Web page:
As a solo traveler and generally independent person, I really, really enjoy my alone time.
Most of my time spent traveling has been spent with other people. My adventures around New Zealand involved spending almost 24 hours a day camping, hiking, and driving with at least one other traveler.
It’s nice to share travel experiences in the moment with a companion. But not every moment.
So how did I, as a solo traveler in New Zealand, get alone time away from my travel companions?
I took a hike.
Two solo travelers trying to make it work
Carolina and I are both solo travelers. We organized our trips independently from others, we boarded our flights and scheduled our accommodation on our own, and we chose the paths we individually wanted to take around the world.
Our separate paths both began in Iceland, where we met, and led to another overlap in New Zealand months later.
There we were, exploring the South Island of New Zealand together after months of solo travel in separate countries.
Carolina and I had been enclosed inside a car and a tent for nearly two weeks straight. I had spent the previous night getting over a cold while Carolina had checked out a local pub.
After a night of chicken noodle soup (aka “Jewish penicillin”), ibuprofen, Emergen-C, and movie watching in a Te Anau hostel, I was feeling much better.
Carolina, on the other hand, had a hangover.
We explored the town of Manapouri in the morning. It’s a small, marine town mostly catering to visitors who book tours out to see Doubtful Sound.
Tours to Doubtful take people across Lake Manapouri and over a chunk of land before they reach the cruise ship that will officially take them around the fjord.
We decided a Doubtful Sound trip would be fairly redundant after our tour of the epic Milford Sound the day before. So we stopped the car next to a park where there was Wi-Fi to figure out a plan for the day and a place to sleep for the night.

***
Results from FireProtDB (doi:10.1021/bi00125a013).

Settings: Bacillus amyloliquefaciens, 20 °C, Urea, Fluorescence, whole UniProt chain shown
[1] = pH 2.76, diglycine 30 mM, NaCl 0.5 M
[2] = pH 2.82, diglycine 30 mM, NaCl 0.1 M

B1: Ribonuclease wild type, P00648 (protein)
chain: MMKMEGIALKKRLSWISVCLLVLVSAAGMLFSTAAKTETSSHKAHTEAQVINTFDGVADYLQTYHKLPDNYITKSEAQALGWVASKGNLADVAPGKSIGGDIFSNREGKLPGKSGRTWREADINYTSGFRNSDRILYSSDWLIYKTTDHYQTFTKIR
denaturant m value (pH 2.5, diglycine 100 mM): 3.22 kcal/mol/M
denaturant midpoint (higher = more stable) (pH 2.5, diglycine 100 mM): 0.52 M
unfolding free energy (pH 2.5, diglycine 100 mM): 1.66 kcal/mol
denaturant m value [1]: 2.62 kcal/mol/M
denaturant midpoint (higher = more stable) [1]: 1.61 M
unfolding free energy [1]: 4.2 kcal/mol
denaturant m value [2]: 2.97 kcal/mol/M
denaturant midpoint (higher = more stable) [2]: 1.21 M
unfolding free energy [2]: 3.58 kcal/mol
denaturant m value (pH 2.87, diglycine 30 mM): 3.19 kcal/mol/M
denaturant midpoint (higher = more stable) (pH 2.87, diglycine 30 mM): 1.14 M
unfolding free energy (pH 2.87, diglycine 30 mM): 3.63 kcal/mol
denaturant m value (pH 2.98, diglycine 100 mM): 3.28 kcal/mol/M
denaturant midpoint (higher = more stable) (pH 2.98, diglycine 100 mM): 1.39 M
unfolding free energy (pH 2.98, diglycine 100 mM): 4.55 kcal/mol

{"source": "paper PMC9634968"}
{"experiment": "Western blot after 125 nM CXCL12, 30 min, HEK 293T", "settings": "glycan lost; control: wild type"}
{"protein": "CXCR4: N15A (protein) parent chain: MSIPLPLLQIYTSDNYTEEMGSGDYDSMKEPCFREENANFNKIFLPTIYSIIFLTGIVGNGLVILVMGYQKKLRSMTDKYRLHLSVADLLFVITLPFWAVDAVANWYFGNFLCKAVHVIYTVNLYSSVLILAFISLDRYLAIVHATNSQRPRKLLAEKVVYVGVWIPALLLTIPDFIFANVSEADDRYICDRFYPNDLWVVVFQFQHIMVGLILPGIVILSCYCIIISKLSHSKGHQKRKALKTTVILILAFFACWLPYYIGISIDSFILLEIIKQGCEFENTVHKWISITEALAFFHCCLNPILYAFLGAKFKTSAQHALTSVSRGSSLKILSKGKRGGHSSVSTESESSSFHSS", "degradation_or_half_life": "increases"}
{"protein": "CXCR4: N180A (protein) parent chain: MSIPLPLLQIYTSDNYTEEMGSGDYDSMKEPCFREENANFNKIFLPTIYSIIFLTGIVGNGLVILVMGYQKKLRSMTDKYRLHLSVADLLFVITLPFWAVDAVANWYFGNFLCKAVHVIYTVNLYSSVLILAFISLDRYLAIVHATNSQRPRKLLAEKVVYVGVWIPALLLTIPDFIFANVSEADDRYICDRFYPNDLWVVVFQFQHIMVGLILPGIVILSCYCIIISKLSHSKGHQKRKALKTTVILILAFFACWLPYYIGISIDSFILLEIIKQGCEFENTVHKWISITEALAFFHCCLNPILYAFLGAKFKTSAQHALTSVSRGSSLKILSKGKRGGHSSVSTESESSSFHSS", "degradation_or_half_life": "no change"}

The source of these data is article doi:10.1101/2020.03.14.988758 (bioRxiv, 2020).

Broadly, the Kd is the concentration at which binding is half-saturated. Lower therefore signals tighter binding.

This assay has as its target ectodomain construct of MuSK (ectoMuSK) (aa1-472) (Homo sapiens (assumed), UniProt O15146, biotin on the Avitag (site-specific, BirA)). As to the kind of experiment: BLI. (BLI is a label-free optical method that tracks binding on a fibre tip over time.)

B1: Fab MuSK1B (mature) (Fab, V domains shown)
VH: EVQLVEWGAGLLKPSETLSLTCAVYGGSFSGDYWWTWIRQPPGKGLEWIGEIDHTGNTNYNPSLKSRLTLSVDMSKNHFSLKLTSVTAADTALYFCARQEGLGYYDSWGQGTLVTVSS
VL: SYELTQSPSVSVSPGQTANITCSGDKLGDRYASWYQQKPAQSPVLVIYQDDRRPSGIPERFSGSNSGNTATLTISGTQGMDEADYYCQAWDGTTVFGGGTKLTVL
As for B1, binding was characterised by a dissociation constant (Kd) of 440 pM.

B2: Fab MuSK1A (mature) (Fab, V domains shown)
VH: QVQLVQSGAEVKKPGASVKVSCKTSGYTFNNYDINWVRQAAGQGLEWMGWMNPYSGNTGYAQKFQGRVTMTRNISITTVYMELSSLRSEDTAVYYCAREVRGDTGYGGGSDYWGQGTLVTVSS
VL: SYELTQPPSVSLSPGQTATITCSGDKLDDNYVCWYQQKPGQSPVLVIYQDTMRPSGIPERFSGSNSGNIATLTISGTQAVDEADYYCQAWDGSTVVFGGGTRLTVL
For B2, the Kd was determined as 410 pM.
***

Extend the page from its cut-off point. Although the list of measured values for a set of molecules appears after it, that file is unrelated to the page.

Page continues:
The long story short of it is neither one of us could decide on something to do together.
Carolina just wanted to take a nap and use Wi-Fi for most of the day. Meanwhile, I was up for something active and new now that I was feeling refreshed.
There was certainly a bit of fire in our eyes as we discussed the possibilities. The heat was rising as the minutes passed.
But then a light bulb went off in my head.
We’re both solo travelers. Why don’t we just do things separately for a while?
To the Kepler track I go
Carolina agreed. She grabbed her laptop and a sleeping bag and sauntered into the park. Meanwhile, I drove Frogger back up Rte. 95 in the direction of Te Anau.
Earlier, I had seen a sign for the Kepler Track. The Kepler track is one of New Zealand’s Great Walks. There are 9 of them in all of New Zealand. I had already done Tongariro on the North Island, and walked part of the Abel Tasman on the South Island.
I was ready to hike another one.
I left Frogger at the Rainbow Reach car park and decided a four hour walk to Moturau Hut and back was doable.
Alone in a mossy forest